The Knewton Blog

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Knewton @ Google

Posted in Knerds on April 2, 2010 by

This post comes from Amy McDowell.

Last week, I was invited to participate at Google’s 2nd Annual Spring Training summit as a guest panelist for Knewton. Knewton must be doing something right—as our VP of Online Marketing, I was asked to provide insight and commentary on the changing digital marketing landscape.

So, what is this Google Spring Training summit, you ask? Fortunately for this endomorphic marketer, there was no physical exertion or hand-eye coordination involved. Rather, it was Google’s attempt to get their business clients back into the swing of things (no pun intended). Back in March 2009, during the depths of the economic recession, Google had the foresight to develop a conference with one objective – rally their clients to come out of hiding (aka “Spend more with Google!”) and arm them with tools and information to battle challenging business environment.

MAGNA’s latest research indicates that the first quarter of 2010 represents the last quarter of decline for the US advertising economy. Businesses are now finally coming out the woodwork (knock on wood!). As per this year’s Spring Training’s theme — “Hit it Home” — the agenda focused on results. With that goal in mind, the Google team presented a cleverly-themed seminar that redefined the traditional P’s of marketing to a crowd of hopeful but battle-scarred (scared?) industry veterans…

  • Pulse: The internet is full of tools (such as Google Insights for Search) to understand the interests of consumers. Not knowing what is happening as it is happening is not an excuse.
  • Pace: Avinash Kaushik, Analytics Evangelist for Google states “The greatest gift you can be given from the Internet is to be proven wrong fast”—the ability to quickly make changes to your business strategy and direction based on real-time feedback from is what differentiates the online innovators from the off-line followers.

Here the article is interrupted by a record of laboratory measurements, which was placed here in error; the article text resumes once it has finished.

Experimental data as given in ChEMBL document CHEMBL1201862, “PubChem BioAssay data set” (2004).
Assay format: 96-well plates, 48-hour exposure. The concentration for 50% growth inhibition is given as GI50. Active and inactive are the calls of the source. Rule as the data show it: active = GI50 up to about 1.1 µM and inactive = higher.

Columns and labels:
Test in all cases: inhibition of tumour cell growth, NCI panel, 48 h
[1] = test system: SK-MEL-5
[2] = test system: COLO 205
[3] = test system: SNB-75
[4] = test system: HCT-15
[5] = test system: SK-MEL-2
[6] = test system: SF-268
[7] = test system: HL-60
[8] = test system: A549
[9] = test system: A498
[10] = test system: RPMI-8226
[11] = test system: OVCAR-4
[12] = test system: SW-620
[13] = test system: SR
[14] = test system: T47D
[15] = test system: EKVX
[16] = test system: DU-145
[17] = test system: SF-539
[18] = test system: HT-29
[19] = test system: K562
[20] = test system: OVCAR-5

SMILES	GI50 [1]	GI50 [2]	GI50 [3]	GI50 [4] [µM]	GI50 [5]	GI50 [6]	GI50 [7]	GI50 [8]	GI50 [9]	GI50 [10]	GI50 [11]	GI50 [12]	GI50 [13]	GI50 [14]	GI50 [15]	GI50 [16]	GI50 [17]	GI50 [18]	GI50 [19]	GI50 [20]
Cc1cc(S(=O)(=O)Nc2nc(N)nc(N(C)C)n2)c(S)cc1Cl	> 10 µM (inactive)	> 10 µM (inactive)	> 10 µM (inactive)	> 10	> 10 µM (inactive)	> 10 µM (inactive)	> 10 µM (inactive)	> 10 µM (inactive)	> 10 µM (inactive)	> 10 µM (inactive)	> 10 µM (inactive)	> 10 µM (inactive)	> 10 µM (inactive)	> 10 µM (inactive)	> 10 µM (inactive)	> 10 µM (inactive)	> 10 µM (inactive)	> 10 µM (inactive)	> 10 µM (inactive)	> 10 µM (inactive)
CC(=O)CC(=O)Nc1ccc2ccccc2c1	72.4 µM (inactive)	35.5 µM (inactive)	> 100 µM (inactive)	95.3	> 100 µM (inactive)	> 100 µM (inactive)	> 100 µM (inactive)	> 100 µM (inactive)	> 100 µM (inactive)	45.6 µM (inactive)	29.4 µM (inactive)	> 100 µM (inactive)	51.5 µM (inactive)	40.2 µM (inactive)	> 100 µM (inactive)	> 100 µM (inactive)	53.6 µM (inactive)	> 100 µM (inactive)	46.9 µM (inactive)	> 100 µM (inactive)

• Precision: Be relevant and targeted– customers are individuals, not cohorts or segments. Treat them as such through products and information that adds value to their lives and interests.
  • Performance: Google used verbs such as “Measure. Tinker. Quantify. Unite.” The underlying theme is constant iteration and optimization. Best summed by the Japanese word Kaizen, which refers to a philosophy or a set of practices that focus upon continuous improvement.
  • Participation: This is a huge part of why “social media” has been the industry buzzword for the past year. Consumers are friends—treat them like it with communication that is engaging and interactive.

These 5 P’s really resonated with Knewton’s approach to our GMAT, LSAT and SAT prep courses. Over the past year, we have developed analytical tools, invested in technological infrastructure and conducted market research to help us understand the “pulse” of the student community. As a start-up, our typical “pace” has always been between “hyper-drive” and “warp-speed” (sorry, for the geeky reference here). We strive to meet the precise, individual learning needs of each student by adorning our courses with the latest educational technology and proven pedagogical methodology. And finally, Knewton has always had a deep interest having students participate in the evolution of our courses. We integrated a course evaluation system using NPS to actively solicit student feedback. Apple enjoys the highest NPS in the technology business at 77%, Amazon is 74%, Google at 71%. Knewton’s NPS is currently 76%, an endorsement we are proud of after just one year!

After an eventful day at Google’s offices, I went home feeling exhausted but excited about all I learned. There was a lot to do to change the market’s perception of how engaging and effective test prep can be.

Luckily, Knewton not only has a fantastic team of experts, educators and innovators to help make this happen—we also have thousands of students actively contributing to our adaptive learning platform to help ensure we are heading in the right direction.